Rainstorms and Consolidants

We were caught by a rainstorm while walking down to the theatre in the morning. We were drenched and our wet clothes were hung to dry in front of all the heaters in the storage.

 

The day continued then with an informative lecture by polish conservator dr Elzbieta Szmit-Naut about a selection of baroque theatre sceneries in Europe that she has visited and studied. She gave an overview of their contents, structure and painting techniques, whether they were conserved and   how they were exhibited. After the lecture it was back to work.

 During the open day on Sunday, the wing group continued working on side wing number 005 and completed the first part of the protective backing. Other areas of the wing  were cleaned and minor holes repaired.  Holes are mended using threads impregnated with a glue that is activated by applying a heated spatula. This very time-consuming technique requires a lot of precision.

Simultaneously, work commenced on wing number 006. It is not as old as the other wings, has just  ne layer of paint and is made with a different type of canvas. This means that it might need a different treatment than the other wings. A series of consolidation tests was undertaken to decide if consolidation is necessary, and what is the best method.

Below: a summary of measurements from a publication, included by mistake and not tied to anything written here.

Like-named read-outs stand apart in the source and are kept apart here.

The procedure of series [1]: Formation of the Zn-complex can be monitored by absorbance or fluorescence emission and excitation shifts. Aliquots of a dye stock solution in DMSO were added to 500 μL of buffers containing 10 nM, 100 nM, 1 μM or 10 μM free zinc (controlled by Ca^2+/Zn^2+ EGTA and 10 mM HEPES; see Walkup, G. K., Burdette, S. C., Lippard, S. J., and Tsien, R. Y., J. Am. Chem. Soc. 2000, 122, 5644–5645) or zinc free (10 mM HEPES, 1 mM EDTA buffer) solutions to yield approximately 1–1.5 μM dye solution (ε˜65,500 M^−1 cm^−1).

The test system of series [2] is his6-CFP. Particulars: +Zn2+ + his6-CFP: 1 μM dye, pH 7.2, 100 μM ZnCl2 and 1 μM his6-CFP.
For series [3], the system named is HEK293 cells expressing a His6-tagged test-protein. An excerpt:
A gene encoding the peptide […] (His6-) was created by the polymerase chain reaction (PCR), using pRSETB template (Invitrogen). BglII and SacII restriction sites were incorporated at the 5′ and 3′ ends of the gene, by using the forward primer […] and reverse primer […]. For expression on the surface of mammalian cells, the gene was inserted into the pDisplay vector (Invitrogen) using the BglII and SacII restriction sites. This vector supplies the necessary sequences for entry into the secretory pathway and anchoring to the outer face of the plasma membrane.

An airbrush was used to apply different consolidant test solutions. The consolidants tested were: Paraloid B-72 in two different concentrations, sturgeon glue in a 0,5% solution, Methocel A4C in isopropanol and water in a very low concentration, and Methocel A4C in ethanol and water in three different concentrations. Tomorrow, we will get a chance to evaluate the results after the solvents have fully evaporated.

By Garbiela Kulicka
Published Aug. 16, 2016 8:29 PM - Last modified Aug. 16, 2016 8:31 PM